Abraham ‘Bram’ Stoker was born in 15 Marino Crescent, Fairview, on the 8th November 1847, the third of seven children and baptised in the Church of Ireland, Clontarf on 30th December. He was a sickly child and did not attend school until he was seven. As such, he spent much time reading and he noted years later ‘I was naturally thoughtful, and the leisure of long illness gave opportunity for many thoughts which were fruitful according to their kind in later years.
He made a full recovery from his early illness and studied Mathematics in Trinity College where he graduated with honours. He was a keen sportsman and was awarded Athlete of the Year, as well as being Auditor of the Historical Society and President of the Philosophical Society. Oscar Wilde was a contemporary who Stoker proposed for membership of the Philosophical Society. Years later, after Wilde’s release from Reading Gaol, Stoker visited him in Paris. Coincidently, Wilde had once courted Florence Balcombe who Stoker married in 1878. She was almost the ‘girl next door’ as she lived at 1 Marino Crescent, a few doors from the Stoker household.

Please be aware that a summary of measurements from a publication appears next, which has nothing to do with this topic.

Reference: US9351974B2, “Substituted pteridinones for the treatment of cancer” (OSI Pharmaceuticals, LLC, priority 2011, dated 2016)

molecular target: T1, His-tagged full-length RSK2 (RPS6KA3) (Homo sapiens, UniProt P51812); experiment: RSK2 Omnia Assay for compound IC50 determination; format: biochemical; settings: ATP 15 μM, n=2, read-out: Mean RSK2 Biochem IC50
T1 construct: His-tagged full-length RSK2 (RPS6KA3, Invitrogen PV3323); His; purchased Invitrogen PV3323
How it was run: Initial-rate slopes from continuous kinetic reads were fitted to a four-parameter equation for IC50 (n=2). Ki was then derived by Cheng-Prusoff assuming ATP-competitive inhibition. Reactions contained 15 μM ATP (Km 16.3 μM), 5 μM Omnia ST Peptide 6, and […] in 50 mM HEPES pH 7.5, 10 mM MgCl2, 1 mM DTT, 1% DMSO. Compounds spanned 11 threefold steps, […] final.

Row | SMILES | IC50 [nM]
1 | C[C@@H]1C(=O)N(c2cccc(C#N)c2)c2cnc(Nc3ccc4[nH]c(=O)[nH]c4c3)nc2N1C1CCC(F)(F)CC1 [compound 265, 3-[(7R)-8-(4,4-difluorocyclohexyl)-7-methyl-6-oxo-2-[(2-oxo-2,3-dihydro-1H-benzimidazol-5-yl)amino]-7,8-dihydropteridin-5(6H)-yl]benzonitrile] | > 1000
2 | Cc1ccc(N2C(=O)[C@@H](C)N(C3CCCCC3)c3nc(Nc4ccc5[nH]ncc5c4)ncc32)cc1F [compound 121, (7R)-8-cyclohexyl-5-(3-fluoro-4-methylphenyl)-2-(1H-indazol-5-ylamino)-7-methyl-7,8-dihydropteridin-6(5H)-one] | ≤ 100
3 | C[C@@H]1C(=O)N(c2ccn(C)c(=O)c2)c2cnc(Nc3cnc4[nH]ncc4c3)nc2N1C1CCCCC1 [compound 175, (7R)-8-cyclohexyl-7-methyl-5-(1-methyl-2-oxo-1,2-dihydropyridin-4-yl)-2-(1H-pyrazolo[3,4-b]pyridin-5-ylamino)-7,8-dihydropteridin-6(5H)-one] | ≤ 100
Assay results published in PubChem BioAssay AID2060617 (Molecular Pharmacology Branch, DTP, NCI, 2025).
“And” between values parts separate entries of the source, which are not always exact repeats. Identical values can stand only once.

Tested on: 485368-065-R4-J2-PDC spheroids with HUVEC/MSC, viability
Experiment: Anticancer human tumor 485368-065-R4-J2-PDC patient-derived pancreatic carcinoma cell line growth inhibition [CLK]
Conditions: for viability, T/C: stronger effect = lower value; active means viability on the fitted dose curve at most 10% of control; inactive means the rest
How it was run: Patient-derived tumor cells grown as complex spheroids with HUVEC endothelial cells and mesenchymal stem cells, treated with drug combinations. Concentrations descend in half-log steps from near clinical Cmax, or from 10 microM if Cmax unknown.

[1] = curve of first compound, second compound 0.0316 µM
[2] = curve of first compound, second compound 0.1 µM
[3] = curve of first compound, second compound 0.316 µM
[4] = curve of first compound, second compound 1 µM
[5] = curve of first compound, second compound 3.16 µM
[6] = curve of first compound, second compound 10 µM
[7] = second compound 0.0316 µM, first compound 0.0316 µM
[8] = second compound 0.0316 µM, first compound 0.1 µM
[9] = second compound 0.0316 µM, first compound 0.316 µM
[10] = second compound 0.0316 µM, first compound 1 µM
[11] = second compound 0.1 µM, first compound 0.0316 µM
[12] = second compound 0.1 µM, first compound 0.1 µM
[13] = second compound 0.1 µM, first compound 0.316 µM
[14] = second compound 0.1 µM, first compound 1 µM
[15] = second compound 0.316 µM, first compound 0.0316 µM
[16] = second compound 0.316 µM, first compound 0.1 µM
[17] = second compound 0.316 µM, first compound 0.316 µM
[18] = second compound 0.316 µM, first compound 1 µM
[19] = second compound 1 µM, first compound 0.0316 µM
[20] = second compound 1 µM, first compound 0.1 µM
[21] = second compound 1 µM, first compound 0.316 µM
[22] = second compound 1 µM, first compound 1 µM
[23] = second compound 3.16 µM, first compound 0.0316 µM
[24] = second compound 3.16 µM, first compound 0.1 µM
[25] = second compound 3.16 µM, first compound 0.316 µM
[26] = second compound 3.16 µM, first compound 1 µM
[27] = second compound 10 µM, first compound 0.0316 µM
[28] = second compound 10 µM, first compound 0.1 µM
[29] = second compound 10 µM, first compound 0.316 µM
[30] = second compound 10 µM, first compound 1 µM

Stoker was always interested in theatre and became the Dublin Evening Mail’s (co-owned by the great Gothic writer Sheridan Le Fanu) theatre critic and respected for his incisive reviews. After seeing Henry Irving, the greatest actor his generation play Hamlet in the Theatre Royal, and writing a review which the actor liked, the two met for dinner in the Shelbourne Hotel. Irving invited him to London to run the Lyceum Theatre and be his business manager, and he and Florence moved there in 1878. He acted for Irving until the actor’s death in 1905.
He travelled extensively with Irving, met many famous people, and all the time kept writing. He produced a dozen books, countless articles and short stories, but it is Dracula (1897) for which he is best remembered. The book has been a favourite since its release and is considered to be one of the most widely read books ever. It has never been out of print. More than 200 films have been made about Count Dracula and he has also featured in numerous stage and television adaptions. Stoker, himself, produced the first stage performance in the Lyceum Theatre on 18th May 1897 (8 days before the book’s publication) which Irving thought was ‘dreadful’. Maybe the fact that it took fifteen actors four hours to perform had a lot to do with that! However, it is a magnificent achievement, and the sickly boy’s ‘fruitful thoughts’ have certainly been realised.